A 70-something presented with stuttering chest pain for a couple days that became constant shortly before presentation to the ED. I was shown this ECG and asked for my opinion: What do you think? I did not know there was a previous to compare with (see below). I said: “There is a ventricular paced rhythm
This was texted to me, by a recent residency graduate, with the following information: “70-something w hx of TAVR (aortic valve replacement) and Stroke. SVT w/aberrancy or VT?” What do you think? Here is what I texted back: “SVT. Give adenosine.” Response: “How did you tell?” My answer: “Very rapid initial part of the QRS.
I was shown this ECG with the history that the patient had chest pain: What do you think? This is what I said: “This is not anterior STEMI; it is normal variant, though it is unusual in appearance.” If you wanted to use the formula, the computerized QTc on all ECGs was 360 ms –
An elderly patient had a pre-procedure ECG (ECG-1). She was asymptomatic. The patient had known Left Bundle Branch Block (LBBB) and atrial fibrillation (see ECG-2 below), and was rate controlled on metoprolol. ECG-1 What is the problem? ECG-2 (previous for comparison): There are enormous U-waves, best seen in V1-V3, but also in V4 and V5.
A middle-aged man called EMS for chest pain. This prehospital ECG was recorded: Obvious Anterior STEMI due to proximal LAD occlusion (with STE in aVL and reciprocal STD in inferior leads). On arrival to the ED, this ECG was recorded 10 minutes later: Almost all STE is gone, but the hyperacute T-waves remain While waiting
A middle-aged patient called 911 for 1 hour of chest pain. He was hemodynamically stable. Here is the prehospital ECG: Obvious inferior MI, but also with STE in V3-V6 Here is the first ED ECG: Again, inferior and lateral STEMI.Is there any right ventricular (RV) MI? 85% of inferior MI are due to RCA occlusion.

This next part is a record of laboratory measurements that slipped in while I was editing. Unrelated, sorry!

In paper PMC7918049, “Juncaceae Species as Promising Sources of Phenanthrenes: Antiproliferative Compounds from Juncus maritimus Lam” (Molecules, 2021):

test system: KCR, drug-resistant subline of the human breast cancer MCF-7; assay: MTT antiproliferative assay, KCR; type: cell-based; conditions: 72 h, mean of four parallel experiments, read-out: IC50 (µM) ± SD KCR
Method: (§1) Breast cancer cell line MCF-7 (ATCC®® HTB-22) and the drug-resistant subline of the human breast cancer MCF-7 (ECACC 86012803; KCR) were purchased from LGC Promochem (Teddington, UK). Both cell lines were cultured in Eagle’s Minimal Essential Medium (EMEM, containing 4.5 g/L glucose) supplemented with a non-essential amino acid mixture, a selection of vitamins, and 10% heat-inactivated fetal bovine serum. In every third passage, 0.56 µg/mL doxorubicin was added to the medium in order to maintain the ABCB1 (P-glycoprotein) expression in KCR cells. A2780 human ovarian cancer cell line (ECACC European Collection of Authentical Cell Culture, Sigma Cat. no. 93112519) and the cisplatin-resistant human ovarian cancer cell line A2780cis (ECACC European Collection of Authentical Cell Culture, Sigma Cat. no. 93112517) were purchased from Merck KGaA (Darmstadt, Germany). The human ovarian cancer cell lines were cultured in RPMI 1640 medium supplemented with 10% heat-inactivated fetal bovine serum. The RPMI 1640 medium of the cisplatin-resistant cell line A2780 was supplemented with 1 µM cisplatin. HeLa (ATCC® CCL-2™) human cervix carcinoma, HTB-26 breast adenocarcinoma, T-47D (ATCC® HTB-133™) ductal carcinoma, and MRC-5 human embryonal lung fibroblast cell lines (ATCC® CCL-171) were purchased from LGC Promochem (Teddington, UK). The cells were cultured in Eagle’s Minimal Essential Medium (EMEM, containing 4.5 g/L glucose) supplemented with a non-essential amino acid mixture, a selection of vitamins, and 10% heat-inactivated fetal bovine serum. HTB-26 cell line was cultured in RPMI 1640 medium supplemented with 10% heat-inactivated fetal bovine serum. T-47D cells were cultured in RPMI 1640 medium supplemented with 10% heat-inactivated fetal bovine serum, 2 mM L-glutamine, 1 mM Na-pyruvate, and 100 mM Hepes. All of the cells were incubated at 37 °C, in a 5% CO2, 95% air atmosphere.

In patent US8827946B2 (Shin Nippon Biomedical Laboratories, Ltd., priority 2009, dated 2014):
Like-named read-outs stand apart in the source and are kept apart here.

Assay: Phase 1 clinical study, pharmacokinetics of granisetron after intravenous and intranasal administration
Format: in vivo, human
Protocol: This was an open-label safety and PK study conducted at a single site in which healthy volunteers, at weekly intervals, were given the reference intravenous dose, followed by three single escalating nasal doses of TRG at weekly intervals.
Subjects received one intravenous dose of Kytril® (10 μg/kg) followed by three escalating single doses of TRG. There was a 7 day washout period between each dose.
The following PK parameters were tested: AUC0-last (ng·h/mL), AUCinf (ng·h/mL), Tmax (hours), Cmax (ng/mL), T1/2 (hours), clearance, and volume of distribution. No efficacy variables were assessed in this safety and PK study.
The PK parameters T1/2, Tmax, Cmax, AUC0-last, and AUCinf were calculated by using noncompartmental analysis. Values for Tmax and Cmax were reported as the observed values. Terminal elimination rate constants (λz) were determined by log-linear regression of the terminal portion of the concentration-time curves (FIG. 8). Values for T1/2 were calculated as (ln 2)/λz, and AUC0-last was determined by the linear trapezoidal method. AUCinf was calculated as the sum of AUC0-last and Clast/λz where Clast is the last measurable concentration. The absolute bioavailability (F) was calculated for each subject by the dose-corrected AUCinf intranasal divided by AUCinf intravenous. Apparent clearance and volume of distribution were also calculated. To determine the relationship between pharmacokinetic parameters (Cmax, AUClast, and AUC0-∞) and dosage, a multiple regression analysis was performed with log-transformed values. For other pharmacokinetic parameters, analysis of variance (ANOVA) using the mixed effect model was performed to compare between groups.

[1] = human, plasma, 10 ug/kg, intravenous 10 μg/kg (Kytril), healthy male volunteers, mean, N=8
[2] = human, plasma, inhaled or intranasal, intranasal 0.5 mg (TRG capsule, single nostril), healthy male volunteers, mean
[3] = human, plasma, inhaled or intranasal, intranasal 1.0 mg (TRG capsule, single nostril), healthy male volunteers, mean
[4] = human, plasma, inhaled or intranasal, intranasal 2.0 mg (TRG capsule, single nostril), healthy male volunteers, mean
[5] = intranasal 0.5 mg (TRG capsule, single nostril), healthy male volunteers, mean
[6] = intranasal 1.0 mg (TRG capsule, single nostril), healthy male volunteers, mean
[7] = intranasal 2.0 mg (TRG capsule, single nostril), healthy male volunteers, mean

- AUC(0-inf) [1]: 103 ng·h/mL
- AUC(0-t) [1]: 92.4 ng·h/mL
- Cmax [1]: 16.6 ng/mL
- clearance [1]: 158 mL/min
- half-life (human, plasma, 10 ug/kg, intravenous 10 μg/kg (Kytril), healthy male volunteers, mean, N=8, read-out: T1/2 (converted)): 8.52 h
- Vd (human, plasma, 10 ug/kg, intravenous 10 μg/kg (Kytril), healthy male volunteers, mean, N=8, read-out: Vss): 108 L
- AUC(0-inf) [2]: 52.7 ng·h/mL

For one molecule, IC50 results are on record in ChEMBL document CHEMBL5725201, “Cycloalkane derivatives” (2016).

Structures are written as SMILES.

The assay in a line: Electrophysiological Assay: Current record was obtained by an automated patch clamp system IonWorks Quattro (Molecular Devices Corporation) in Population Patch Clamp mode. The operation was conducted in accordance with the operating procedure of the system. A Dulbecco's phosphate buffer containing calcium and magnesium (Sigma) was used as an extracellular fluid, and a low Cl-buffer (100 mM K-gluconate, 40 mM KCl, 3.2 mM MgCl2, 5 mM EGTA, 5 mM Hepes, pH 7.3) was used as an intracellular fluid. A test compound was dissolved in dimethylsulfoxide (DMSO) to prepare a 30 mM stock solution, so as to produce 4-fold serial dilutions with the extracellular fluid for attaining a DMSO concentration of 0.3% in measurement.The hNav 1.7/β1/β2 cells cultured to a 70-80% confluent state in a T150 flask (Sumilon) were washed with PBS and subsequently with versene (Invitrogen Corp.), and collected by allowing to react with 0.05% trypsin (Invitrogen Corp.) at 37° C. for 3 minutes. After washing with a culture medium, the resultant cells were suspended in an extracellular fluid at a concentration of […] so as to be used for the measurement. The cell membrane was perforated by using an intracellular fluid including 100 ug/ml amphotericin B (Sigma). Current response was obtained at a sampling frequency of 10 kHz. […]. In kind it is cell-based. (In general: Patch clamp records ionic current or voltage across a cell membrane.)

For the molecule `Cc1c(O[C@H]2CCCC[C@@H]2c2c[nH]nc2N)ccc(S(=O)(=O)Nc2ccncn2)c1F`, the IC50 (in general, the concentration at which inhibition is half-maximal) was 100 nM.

Written by Pendell Meyers A female in her 60s with COPD, DM, hypothyroidism, CAD, and severe bladder cancer presented from a nursing home with altered mental status, hypotension, hypoxia, and bradycardia. Here is her initial ECG (no prior for comparison): What do you think? Here is another ECG minutes later: There is a regular wide
A recent residency graduate, let’s call her “The Graduate” or “TG,” texted me these ECGs from somewhere far away across the country, in real time, in the hopes of being able to persuade the interventionalist to take the patient to the cath lab. Case An otherwise healthy middle-aged patient presented with chest pain of uncertain
Written by Pendell Meyers A female in her late 40s presented with chest pain, waxing and waning over the past 24 hours. Her history included end stage renal disease on dialysis, HTN, and DM. Here is her initial ECG around 4:30pm: Sinus tachycardia. The QRS is characterized by high voltage and nonspecific intraventricular conduction delay.There
Doug Brunette is one of the finest Emergency Physicians, if not the finest, whom I have ever known. He was one of the early Hennepin greats, and one of my first and best teachers. He has always been passionate about teaching and practicing Emergency Medicine. Doug’s landmark article in JAMA 1989 was my inspiration to